If you really want to feel the Jerusalem vibe, the shuk is the place to be
Over the last few years the Mahane Yehuda Shuk (Hebrew for market) has seen some major changes. The marketplace has recently undergone several renovations, and upgrades. Following these renovations, which made the market very accessible (assuming that one is not trying to drive up Agripass St.) and clean, the shuk has now officially transformed into a “hang out” and not only a place to shop for food.
If you really want to feel the Jerusalem vibe, the shuk is the place to be. Personally, I love the shuk; the vibrant energy, colors, scents, tremendous diversity, seasonal fruits and vegetables and most importantly, the people who make it the best marketplace in Israel. Like most shuk fans, I also have my favorite shops and restaurants including: Azura, Baher's Fromagerrie, Mousseline (an excellent ice cream parlor – try their red grapefruit and basil sorbet), Burekas Ramleh, Chachapuria - offering excellent Georgian baked goods and the newly opened Jacko’s Street, among others.
I recently had the opportunity to join Chef Tali Friedman of the Atelier in a launch event of her new spring menu alongside a variety of wines from the Golan Heights Winery. After working in the culinary field and gaining her expertise, in 2009 Friedman established the Atelier, a culinary workshop in the heart of the market. Friedman offers visitors a unique and tasty tour throughout the various stalls (bastot) in the market, tasting their way through the alleys and purchasing fresh produce. After the tour, the group heads over to the workshop where they jointly prepare a delicious meal under Friedman’s guidance. Unfortunately, this time I missed the tour but I have done it in the past and, as a regular at the market, I can testify that Tali visits the best of the lot – hey, we even use the same butcher.
Tali’s interpretation of a spring dishes was very tasty drawing on the wide variety of fresh greens and vegetables currently on offer. Smooth fish bouillabaisse (more like a bisque), vegetables grilled to perfection, traditional Bucharian bread and facus (also known as an Armenian cucumber – crunchy, excellent in salads or for pickles) with a drizzle of olive oil were served as starters alongside the Gamla Brut sparkling wine and the semi-dry Gamla Riesling. The Gamla Brut is a crisp, fresh and tasty sparkling vino produced in traditional methods similar to those used in the production of quality Champagne.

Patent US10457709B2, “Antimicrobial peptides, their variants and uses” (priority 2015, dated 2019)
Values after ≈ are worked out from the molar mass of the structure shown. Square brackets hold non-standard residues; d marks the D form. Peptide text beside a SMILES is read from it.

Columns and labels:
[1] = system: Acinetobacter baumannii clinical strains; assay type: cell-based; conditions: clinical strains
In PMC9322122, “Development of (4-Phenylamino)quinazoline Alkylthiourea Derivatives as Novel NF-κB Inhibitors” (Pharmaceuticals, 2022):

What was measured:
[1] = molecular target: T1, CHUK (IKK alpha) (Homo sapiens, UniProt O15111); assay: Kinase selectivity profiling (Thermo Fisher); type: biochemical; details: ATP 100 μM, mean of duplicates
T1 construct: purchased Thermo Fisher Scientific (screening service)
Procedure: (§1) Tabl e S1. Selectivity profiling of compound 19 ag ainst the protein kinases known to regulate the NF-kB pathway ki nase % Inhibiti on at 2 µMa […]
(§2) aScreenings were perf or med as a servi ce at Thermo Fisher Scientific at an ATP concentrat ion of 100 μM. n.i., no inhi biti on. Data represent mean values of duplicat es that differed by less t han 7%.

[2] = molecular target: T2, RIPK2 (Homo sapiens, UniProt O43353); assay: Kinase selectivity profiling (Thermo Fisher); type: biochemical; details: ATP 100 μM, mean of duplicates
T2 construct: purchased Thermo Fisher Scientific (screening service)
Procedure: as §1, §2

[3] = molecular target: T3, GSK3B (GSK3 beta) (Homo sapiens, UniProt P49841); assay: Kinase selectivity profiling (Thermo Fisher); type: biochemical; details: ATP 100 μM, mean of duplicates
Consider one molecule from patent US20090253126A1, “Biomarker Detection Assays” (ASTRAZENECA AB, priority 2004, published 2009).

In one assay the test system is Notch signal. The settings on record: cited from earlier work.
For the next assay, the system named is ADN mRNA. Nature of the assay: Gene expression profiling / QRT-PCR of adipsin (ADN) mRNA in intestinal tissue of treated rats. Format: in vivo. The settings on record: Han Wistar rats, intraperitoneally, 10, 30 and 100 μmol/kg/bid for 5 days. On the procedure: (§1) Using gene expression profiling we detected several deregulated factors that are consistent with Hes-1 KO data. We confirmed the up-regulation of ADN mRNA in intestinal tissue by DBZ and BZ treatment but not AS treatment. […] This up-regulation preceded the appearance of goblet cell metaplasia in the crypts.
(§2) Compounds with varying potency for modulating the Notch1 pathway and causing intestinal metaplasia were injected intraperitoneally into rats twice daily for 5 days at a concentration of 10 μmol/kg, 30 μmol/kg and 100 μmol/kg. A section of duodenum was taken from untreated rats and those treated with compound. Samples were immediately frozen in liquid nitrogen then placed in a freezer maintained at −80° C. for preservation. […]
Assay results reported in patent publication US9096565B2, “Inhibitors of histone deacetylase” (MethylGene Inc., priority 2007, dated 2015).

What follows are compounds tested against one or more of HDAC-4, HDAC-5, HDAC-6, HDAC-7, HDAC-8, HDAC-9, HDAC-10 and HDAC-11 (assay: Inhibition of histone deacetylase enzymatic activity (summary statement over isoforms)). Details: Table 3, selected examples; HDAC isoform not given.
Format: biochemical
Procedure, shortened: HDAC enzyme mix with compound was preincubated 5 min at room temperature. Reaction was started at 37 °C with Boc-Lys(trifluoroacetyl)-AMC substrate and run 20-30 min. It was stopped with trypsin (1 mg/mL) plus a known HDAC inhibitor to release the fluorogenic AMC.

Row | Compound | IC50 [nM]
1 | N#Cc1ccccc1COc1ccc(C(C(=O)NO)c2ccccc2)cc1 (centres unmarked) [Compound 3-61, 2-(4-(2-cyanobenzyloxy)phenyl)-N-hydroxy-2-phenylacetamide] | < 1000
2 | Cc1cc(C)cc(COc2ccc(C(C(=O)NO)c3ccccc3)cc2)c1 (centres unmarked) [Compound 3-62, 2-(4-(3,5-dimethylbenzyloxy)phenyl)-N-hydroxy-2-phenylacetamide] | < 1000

Next to arrive was a seabass fillet in a crunchy herb crust aside grilled artichokes and sautéed green fool (Egyptian fava beans) which was served alongside the Gamla Chardonnay. Fresh green fool is a real treat and after preparing a traditional Moroccan fool and lamb soup for my fiancé during passover, peeling over two kilos of fool, I was happy, that this time Friedman and her team were the ones doing the peeling. A bit of homemade sorbet before biting into succulent sweat breads served in a mini pita with charred onions, tomatoes as well as a trio, comprising different cuts of grilled beef. These were served with the Gamla Syrah which proved to be a good choice - medium to full bodied red wine, a bit oaky but overall good fruity character, black pepper and a touch of smoke came together and really went well with the meat. Needless to say, I was content. Friedman offers an excellent, tasty and unique way to experience the shuk, for tourists and Jerusalemites alike. Enjoy!
Some of you may already know, but this year the Golan Heights Winery is celebrating its 30th birthday. As one of the leading wineries in the country and a driving force in the quality revolution, the Golan Heights Winery will be coming to the Tel Aviv Port and offering a wide variety of wine tasting options (including aged and premium wines from different vintages) and other attractions. The event will take place every evening (except Fri.) from 23rd -30th of April. Registration to the sessions and tickets are required. L’Chaim!